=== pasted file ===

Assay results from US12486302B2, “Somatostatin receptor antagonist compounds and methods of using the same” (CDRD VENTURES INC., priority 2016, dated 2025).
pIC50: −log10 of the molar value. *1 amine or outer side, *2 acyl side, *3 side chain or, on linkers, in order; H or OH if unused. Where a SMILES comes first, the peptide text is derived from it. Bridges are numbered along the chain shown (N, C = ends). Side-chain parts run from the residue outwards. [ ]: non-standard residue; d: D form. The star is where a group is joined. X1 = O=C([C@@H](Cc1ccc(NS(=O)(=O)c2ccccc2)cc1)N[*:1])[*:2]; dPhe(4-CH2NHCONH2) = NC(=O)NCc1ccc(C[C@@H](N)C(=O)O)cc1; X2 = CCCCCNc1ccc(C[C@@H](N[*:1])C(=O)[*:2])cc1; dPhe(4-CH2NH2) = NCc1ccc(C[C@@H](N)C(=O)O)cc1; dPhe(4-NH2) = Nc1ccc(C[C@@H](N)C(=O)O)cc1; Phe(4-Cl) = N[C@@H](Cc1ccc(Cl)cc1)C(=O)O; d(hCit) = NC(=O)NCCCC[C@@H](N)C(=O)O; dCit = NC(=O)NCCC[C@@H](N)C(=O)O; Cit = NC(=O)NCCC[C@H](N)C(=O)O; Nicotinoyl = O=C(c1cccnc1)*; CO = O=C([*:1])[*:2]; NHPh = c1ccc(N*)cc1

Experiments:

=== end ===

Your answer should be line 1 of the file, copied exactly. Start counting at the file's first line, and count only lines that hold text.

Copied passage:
Assay results from US12486302B2, “Somatostatin receptor antagonist compounds and methods of using the same” (CDRD VENTURES INC., priority 2016, dated 2025).